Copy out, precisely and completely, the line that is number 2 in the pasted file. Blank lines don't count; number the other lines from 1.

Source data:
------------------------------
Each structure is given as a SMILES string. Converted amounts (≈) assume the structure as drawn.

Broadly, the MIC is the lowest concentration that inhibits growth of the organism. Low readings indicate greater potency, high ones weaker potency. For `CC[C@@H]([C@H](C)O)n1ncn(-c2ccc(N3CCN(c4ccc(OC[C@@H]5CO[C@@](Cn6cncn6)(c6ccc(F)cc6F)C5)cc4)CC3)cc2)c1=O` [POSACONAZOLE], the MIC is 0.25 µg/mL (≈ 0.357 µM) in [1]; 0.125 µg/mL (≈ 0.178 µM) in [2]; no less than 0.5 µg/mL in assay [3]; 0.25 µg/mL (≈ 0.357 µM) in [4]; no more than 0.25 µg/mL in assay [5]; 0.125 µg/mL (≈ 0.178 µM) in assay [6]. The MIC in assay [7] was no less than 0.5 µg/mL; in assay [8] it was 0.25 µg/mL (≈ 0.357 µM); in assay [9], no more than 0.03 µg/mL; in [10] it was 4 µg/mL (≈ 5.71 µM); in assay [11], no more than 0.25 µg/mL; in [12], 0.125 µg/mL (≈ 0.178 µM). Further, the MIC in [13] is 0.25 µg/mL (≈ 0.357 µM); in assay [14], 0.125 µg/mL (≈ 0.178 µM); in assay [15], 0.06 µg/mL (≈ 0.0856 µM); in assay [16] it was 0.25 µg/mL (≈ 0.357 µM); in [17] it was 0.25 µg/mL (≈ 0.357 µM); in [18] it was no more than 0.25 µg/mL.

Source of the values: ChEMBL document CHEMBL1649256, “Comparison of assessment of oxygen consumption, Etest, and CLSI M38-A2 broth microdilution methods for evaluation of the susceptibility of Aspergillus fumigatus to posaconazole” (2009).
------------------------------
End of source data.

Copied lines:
Broadly, the MIC is the lowest concentration that inhibits growth of the organism. Low readings indicate greater potency, high ones weaker potency. For `CC[C@@H]([C@H](C)O)n1ncn(-c2ccc(N3CCN(c4ccc(OC[C@@H]5CO[C@@](Cn6cncn6)(c6ccc(F)cc6F)C5)cc4)CC3)cc2)c1=O` [POSACONAZOLE], the MIC is 0.25 µg/mL (≈ 0.357 µM) in [1]; 0.125 µg/mL (≈ 0.178 µM) in [2]; no less than 0.5 µg/mL in assay [3]; 0.25 µg/mL (≈ 0.357 µM) in [4]; no more than 0.25 µg/mL in assay [5]; 0.125 µg/mL (≈ 0.178 µM) in assay [6]. The MIC in assay [7] was no less than 0.5 µg/mL; in assay [8] it was 0.25 µg/mL (≈ 0.357 µM); in assay [9], no more than 0.03 µg/mL; in [10] it was 4 µg/mL (≈ 5.71 µM); in assay [11], no more than 0.25 µg/mL; in [12], 0.125 µg/mL (≈ 0.178 µM). Further, the MIC in [13] is 0.25 µg/mL (≈ 0.357 µM); in assay [14], 0.125 µg/mL (≈ 0.178 µM); in assay [15], 0.06 µg/mL (≈ 0.0856 µM); in assay [16] it was 0.25 µg/mL (≈ 0.357 µM); in [17] it was 0.25 µg/mL (≈ 0.357 µM); in [18] it was no more than 0.25 µg/mL.